A Commentary and Review of Montesquieu's "Spirit of Laws"

Tracy, Antoine Louis Claude Destutt de
(1754-1836)
BIO
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Editor/Trans.
Thomas Jefferson, trans.
First Pub. Date
1811
Publisher/Edition
Philadelphia: William Duane
Pub. Date
1811
Comments

Book II

Of Laws Originating Directly from the Nature of the Government.

II.0

There are only two kinds of government: those founded on the general rights of man, and those founded on particular rights.
Spirit of Laws, Book II.

II.1

The ordinary division of governments into republican, monarchical, and despotic, appears to me essentially erroneous.

II.2

The word republican is itself a very vague term, comprehending in it a multitude of forms of government very different from each other: from the peaceable democracy of Schwitz, the turbulent mixed government of Athens, to the concentrated aristocracy of Berne, and the gloomy oligarchy of Venice. Moreover the term republic cannot be contrasted with that of monarchy, for the United Provinces of Holland, and the United States of America, have each a single chief magistrate, and are yet considered republics; beside, that it has always been uncertain whether we should say the kingdom or republic of Poland.

II.3

The word monarchy properly designates a government in which the executive power is vested in a single person: though this is only a circumstance which may be connected with others of a very different nature, and which is not essentially characteristic of the social organization. What we have said of Poland, Holland, and the American government, confirms this; to these Sweden and Great Britain may be added, which in many respects are regal aristocracies. The Germanic body might also be cited, which with much reason has been often called a republic of sovereign princes: and even the ancient government of France; for those perfectly acquainted with it, know that it was properly an ecclesiastical and feudal aristocracy.... a government of the gown and sword.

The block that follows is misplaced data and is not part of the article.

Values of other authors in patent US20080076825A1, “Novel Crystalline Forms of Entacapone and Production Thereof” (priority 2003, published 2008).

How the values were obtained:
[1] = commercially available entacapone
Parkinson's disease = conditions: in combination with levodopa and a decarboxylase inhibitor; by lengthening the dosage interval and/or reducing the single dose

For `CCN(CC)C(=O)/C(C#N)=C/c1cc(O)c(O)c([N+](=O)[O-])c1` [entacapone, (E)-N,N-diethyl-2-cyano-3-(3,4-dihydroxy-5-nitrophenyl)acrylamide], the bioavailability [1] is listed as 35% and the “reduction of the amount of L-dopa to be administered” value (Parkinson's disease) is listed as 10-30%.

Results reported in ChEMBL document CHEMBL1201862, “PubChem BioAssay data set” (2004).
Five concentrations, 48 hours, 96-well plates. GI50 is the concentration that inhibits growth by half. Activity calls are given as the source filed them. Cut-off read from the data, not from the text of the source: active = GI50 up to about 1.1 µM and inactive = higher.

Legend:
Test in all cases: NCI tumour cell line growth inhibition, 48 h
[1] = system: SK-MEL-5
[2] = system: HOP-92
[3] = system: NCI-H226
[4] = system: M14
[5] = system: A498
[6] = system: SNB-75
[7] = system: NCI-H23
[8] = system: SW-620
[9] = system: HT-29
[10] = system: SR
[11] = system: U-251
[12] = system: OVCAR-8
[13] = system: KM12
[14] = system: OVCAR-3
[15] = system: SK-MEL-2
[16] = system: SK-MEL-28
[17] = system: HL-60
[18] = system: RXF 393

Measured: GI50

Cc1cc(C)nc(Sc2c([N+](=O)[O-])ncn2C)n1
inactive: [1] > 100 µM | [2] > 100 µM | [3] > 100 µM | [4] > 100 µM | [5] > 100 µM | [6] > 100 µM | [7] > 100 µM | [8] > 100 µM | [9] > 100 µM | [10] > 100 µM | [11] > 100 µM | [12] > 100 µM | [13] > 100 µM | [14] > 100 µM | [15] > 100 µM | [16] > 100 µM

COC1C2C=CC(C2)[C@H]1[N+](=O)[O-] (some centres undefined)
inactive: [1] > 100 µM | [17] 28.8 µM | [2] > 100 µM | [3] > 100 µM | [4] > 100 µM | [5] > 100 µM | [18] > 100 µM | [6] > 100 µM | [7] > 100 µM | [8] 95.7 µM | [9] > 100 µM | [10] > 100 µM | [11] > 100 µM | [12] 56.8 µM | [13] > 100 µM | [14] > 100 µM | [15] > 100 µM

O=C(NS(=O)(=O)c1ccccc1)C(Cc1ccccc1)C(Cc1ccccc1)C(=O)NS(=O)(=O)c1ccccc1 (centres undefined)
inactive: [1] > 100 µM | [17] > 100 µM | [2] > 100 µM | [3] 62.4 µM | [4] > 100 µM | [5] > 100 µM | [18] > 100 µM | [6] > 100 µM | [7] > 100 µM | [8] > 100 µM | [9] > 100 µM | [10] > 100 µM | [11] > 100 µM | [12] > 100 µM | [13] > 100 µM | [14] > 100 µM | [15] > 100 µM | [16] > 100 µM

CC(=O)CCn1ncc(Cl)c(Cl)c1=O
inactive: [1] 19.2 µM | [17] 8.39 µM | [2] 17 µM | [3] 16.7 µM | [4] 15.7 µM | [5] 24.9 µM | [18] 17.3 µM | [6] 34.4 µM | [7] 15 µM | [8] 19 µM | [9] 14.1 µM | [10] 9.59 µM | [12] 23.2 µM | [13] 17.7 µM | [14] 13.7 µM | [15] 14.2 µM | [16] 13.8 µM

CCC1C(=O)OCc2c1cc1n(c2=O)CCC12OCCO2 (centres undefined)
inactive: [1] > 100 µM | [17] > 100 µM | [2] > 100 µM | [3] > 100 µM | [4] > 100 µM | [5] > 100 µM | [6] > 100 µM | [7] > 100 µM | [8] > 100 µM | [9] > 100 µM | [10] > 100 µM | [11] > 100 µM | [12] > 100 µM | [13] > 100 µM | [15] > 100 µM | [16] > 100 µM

II.4

The word despotic implies an abuse; a vice more or less to be met with in all governments, for all human institutions are, like their authors, imperfect: but it is not the name of any particular form of society or government. Despotism, oppression, or abuse of power, takes place whenever the established laws are without force, or when they give way to the illegal authority of one or several men. This may be every where perceived from time to time. In many countries men have been either not sufficiently prudent or too ignorant to take precautions against this evil; in others the means adopted have proved insufficient; but in no place has it been established as a principle, that it should be so, not even in the East: there is then no government which in its actual nature can be called despotic.

II.5

If there were such a government in the world, it would be that of Denmark; where the nation, after having shaken off the yoke of the priests and nobles, and fearing their influence in the assembly, if again convened, requested the king to govern alone and of himself, confiding to him the care of making such laws as he might judge necessary for the good of the state: since which period he has never been called upon to give an account of this discretionary power. Nevertheless this government, so unlimited in its legislation, has been so moderately conducted, that it cannot with propriety be said to be despotic, for it has never been contemplated even to restrain its authority. Yet notwithstanding this moderation, many persons have continued to consider Denmark as a despotic state.

II.6

The same may be said of the French government, if we view it in the sense given by many writers to the celebrated maxims: "The king depends on himself and God alone," and "As the king wills so does the law."